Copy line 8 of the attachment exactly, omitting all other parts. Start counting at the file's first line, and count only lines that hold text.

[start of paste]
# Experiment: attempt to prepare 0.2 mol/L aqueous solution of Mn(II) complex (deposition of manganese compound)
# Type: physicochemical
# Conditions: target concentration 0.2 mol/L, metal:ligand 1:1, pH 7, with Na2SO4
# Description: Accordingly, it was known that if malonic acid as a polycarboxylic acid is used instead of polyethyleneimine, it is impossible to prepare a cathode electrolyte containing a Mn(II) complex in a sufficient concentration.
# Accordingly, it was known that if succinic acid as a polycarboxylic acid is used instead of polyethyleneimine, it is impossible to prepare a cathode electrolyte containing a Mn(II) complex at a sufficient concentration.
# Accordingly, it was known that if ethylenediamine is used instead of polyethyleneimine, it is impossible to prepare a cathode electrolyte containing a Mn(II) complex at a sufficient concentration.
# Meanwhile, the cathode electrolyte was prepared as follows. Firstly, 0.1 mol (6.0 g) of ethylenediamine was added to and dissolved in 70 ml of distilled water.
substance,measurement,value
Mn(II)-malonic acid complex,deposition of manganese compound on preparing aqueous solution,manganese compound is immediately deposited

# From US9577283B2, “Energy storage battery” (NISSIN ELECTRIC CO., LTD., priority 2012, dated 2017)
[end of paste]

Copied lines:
substance,measurement,value